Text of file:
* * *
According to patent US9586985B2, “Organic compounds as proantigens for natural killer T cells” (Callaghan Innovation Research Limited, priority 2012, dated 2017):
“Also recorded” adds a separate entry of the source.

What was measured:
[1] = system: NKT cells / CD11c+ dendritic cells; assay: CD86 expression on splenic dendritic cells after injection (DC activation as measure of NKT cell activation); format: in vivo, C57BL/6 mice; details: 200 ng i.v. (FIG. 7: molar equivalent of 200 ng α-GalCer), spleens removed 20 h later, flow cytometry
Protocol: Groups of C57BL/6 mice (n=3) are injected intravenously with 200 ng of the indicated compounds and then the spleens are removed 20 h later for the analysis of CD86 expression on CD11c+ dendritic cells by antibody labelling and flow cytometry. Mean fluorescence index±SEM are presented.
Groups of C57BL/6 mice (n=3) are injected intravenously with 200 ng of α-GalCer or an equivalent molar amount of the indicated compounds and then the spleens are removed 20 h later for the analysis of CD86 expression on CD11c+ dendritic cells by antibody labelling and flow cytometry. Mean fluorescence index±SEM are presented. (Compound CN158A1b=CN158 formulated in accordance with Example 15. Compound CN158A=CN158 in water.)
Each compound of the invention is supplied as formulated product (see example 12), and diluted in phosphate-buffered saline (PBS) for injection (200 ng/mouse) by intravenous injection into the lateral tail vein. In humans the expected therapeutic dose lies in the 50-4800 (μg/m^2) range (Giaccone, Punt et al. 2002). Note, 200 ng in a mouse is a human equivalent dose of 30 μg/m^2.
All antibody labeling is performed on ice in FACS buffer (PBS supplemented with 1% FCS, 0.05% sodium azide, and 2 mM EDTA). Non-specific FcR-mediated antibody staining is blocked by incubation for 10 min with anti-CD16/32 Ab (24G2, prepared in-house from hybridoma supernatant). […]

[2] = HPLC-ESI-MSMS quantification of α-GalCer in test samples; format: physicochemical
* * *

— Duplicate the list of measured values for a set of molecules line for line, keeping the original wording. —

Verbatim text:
According to patent US9586985B2, “Organic compounds as proantigens for natural killer T cells” (Callaghan Innovation Research Limited, priority 2012, dated 2017):
“Also recorded” adds a separate entry of the source.

What was measured:
[1] = system: NKT cells / CD11c+ dendritic cells; assay: CD86 expression on splenic dendritic cells after injection (DC activation as measure of NKT cell activation); format: in vivo, C57BL/6 mice; details: 200 ng i.v. (FIG. 7: molar equivalent of 200 ng α-GalCer), spleens removed 20 h later, flow cytometry
Protocol: Groups of C57BL/6 mice (n=3) are injected intravenously with 200 ng of the indicated compounds and then the spleens are removed 20 h later for the analysis of CD86 expression on CD11c+ dendritic cells by antibody labelling and flow cytometry. Mean fluorescence index±SEM are presented.
Groups of C57BL/6 mice (n=3) are injected intravenously with 200 ng of α-GalCer or an equivalent molar amount of the indicated compounds and then the spleens are removed 20 h later for the analysis of CD86 expression on CD11c+ dendritic cells by antibody labelling and flow cytometry. Mean fluorescence index±SEM are presented. (Compound CN158A1b=CN158 formulated in accordance with Example 15. Compound CN158A=CN158 in water.)
Each compound of the invention is supplied as formulated product (see example 12), and diluted in phosphate-buffered saline (PBS) for injection (200 ng/mouse) by intravenous injection into the lateral tail vein. In humans the expected therapeutic dose lies in the 50-4800 (μg/m^2) range (Giaccone, Punt et al. 2002). Note, 200 ng in a mouse is a human equivalent dose of 30 μg/m^2.
All antibody labeling is performed on ice in FACS buffer (PBS supplemented with 1% FCS, 0.05% sodium azide, and 2 mM EDTA). Non-specific FcR-mediated antibody staining is blocked by incubation for 10 min with anti-CD16/32 Ab (24G2, prepared in-house from hybridoma supernatant). […]

[2] = HPLC-ESI-MSMS quantification of α-GalCer in test samples; format: physicochemical